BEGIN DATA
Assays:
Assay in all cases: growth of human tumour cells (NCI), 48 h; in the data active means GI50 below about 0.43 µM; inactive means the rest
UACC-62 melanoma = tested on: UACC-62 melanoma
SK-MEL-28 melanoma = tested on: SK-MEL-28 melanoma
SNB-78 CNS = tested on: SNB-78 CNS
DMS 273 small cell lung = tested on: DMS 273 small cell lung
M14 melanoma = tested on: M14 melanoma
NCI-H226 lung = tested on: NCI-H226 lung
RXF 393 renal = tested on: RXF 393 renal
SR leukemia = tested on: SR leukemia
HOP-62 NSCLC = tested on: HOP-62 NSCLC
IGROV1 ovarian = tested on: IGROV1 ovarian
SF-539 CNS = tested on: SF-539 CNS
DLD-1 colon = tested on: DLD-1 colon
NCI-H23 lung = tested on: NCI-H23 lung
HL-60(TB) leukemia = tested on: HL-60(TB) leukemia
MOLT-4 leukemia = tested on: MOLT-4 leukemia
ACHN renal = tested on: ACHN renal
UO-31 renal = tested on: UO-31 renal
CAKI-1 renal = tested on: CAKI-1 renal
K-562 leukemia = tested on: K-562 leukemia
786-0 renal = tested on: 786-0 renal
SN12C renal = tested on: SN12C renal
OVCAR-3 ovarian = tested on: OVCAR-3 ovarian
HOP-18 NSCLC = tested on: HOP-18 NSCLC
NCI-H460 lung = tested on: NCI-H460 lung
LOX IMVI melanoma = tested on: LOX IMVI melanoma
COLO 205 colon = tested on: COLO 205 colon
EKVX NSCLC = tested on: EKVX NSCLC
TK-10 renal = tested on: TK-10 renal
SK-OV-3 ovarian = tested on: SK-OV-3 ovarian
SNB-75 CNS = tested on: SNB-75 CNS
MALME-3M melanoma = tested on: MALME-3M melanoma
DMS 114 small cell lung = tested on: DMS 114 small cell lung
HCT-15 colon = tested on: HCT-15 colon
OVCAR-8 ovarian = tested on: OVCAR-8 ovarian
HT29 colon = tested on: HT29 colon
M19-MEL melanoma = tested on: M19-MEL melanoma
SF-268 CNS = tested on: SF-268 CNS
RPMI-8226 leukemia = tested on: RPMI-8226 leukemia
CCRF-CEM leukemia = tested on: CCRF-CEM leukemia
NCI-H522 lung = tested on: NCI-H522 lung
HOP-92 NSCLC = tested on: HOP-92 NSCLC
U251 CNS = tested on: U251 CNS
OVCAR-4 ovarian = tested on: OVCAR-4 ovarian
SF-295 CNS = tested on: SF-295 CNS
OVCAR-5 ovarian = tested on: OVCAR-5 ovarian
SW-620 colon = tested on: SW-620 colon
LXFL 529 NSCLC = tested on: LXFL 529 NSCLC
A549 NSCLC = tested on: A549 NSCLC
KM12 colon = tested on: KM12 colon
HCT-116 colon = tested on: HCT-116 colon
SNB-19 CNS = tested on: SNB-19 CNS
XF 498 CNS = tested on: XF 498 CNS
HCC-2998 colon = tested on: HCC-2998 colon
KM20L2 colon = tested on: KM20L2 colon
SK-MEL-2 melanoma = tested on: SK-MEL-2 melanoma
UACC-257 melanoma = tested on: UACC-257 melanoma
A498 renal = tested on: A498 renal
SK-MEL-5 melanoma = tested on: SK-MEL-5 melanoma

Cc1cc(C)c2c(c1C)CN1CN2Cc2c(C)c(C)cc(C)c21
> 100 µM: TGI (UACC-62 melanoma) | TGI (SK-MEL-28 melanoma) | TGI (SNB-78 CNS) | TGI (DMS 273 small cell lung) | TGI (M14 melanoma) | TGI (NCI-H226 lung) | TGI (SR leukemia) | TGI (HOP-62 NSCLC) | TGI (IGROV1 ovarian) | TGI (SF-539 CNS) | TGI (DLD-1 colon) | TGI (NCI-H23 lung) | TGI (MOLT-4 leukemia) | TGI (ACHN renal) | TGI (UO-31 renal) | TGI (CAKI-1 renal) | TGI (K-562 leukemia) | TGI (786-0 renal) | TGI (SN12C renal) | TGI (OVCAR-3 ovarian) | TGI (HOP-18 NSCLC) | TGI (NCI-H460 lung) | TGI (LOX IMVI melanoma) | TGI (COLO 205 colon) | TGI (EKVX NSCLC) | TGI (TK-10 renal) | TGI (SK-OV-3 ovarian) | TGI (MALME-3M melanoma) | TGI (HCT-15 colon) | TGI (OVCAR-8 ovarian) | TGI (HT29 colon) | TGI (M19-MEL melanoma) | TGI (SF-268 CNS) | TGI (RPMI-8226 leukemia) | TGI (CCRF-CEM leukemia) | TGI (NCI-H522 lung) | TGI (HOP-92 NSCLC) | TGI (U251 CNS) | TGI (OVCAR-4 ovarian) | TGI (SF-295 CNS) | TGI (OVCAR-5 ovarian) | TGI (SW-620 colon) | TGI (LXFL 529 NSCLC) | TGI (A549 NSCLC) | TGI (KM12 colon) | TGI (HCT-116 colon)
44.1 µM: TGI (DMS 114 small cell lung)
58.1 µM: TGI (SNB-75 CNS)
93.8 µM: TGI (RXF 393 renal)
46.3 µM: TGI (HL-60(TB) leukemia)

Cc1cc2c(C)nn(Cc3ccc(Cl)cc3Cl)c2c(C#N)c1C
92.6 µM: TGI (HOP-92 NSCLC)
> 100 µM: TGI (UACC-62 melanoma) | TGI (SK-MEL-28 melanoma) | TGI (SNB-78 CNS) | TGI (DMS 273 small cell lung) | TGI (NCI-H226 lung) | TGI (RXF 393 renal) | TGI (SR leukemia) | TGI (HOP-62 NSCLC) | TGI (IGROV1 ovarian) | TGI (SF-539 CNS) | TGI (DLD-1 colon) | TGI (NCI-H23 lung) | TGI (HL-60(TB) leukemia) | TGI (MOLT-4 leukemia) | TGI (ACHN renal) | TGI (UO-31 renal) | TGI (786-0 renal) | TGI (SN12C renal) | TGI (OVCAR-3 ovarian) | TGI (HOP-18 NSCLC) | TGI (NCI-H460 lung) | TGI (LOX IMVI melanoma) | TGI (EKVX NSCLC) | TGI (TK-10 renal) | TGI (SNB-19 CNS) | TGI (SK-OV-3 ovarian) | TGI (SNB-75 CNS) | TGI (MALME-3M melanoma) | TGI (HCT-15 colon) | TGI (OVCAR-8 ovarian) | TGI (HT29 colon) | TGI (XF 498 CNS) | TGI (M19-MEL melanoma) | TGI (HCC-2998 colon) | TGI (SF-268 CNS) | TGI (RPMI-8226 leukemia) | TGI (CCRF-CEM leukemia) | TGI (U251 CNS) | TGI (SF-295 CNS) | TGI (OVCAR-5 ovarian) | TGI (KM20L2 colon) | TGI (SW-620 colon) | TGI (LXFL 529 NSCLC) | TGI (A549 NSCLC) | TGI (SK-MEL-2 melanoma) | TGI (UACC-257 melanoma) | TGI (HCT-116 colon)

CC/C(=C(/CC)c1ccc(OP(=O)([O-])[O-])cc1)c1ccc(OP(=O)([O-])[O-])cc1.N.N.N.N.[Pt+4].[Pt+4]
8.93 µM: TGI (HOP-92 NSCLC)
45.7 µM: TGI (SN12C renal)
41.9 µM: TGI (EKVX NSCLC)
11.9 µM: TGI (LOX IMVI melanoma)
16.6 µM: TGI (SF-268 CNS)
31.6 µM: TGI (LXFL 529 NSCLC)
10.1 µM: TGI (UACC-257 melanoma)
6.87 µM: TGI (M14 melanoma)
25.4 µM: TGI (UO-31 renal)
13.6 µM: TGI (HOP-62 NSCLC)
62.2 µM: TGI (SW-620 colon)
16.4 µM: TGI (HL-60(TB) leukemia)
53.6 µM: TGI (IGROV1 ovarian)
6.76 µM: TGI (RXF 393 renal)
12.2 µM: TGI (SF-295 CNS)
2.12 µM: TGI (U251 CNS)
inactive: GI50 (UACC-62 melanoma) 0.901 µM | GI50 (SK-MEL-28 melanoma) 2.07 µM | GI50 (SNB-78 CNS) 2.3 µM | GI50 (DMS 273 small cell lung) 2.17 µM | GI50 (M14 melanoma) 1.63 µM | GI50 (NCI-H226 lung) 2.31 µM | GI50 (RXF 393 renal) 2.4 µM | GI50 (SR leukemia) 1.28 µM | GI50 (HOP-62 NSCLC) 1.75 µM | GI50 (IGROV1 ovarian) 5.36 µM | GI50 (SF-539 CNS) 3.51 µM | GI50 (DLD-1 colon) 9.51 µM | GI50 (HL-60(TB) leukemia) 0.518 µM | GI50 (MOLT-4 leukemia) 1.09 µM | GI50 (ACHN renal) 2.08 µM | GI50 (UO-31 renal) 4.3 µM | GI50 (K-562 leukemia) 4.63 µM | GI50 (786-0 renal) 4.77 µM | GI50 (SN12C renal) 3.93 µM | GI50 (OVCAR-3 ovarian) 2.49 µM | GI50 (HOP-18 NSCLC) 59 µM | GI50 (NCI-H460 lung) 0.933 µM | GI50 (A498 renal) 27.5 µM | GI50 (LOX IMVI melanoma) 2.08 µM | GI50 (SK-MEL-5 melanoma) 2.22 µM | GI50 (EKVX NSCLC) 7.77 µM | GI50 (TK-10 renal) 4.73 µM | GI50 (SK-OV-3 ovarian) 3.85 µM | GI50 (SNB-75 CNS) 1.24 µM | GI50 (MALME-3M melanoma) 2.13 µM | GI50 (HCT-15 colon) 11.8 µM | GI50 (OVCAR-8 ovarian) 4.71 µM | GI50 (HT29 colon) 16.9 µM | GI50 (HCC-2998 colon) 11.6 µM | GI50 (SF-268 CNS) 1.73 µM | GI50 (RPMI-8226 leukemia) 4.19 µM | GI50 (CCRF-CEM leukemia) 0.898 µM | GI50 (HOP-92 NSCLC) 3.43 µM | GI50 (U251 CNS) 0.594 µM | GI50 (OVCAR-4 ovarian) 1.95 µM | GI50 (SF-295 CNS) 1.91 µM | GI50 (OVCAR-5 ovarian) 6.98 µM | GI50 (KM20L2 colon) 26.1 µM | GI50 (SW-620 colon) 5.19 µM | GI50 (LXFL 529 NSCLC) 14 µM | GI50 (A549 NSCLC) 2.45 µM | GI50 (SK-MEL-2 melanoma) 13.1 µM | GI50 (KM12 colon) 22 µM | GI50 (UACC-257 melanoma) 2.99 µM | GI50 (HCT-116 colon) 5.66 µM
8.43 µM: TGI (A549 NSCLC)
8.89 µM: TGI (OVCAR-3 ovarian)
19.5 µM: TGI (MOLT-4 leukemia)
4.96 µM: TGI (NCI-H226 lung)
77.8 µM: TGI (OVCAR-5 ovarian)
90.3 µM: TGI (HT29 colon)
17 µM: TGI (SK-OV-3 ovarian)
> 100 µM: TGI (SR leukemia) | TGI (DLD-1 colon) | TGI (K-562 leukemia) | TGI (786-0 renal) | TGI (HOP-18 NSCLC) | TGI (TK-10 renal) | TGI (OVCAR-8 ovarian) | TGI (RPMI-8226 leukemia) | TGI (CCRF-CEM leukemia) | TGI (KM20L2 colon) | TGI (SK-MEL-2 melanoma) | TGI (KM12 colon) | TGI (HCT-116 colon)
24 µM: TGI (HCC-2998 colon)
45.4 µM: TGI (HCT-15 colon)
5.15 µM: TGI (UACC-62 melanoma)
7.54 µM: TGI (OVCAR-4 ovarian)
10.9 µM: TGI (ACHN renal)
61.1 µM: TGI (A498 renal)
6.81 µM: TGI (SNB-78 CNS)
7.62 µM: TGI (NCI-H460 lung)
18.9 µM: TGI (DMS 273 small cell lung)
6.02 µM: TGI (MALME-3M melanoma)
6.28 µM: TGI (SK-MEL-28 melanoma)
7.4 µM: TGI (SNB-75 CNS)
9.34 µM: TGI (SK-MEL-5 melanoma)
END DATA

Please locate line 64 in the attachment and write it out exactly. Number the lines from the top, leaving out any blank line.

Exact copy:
58.1 µM: TGI (SNB-75 CNS)